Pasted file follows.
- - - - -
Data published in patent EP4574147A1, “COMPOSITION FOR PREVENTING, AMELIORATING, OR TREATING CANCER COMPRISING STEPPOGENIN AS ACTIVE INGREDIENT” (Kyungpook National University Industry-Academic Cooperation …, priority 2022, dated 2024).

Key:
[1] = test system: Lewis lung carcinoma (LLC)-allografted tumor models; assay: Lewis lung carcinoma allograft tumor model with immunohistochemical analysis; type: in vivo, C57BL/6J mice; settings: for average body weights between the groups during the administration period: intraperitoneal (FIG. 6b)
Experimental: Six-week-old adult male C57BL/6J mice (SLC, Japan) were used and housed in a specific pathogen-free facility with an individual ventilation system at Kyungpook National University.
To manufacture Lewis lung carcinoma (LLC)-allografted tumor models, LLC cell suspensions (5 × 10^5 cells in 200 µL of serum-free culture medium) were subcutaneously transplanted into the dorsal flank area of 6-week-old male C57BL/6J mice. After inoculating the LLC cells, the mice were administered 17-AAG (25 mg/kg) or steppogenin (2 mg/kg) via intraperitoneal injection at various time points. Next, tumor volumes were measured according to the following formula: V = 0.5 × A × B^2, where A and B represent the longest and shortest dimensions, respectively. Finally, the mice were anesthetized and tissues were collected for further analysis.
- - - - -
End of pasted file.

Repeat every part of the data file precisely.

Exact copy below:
Data published in patent EP4574147A1, “COMPOSITION FOR PREVENTING, AMELIORATING, OR TREATING CANCER COMPRISING STEPPOGENIN AS ACTIVE INGREDIENT” (Kyungpook National University Industry-Academic Cooperation …, priority 2022, dated 2024).

Key:
[1] = test system: Lewis lung carcinoma (LLC)-allografted tumor models; assay: Lewis lung carcinoma allograft tumor model with immunohistochemical analysis; type: in vivo, C57BL/6J mice; settings: for average body weights between the groups during the administration period: intraperitoneal (FIG. 6b)
Experimental: Six-week-old adult male C57BL/6J mice (SLC, Japan) were used and housed in a specific pathogen-free facility with an individual ventilation system at Kyungpook National University.
To manufacture Lewis lung carcinoma (LLC)-allografted tumor models, LLC cell suspensions (5 × 10^5 cells in 200 µL of serum-free culture medium) were subcutaneously transplanted into the dorsal flank area of 6-week-old male C57BL/6J mice. After inoculating the LLC cells, the mice were administered 17-AAG (25 mg/kg) or steppogenin (2 mg/kg) via intraperitoneal injection at various time points. Next, tumor volumes were measured according to the following formula: V = 0.5 × A × B^2, where A and B represent the longest and shortest dimensions, respectively. Finally, the mice were anesthetized and tissues were collected for further analysis.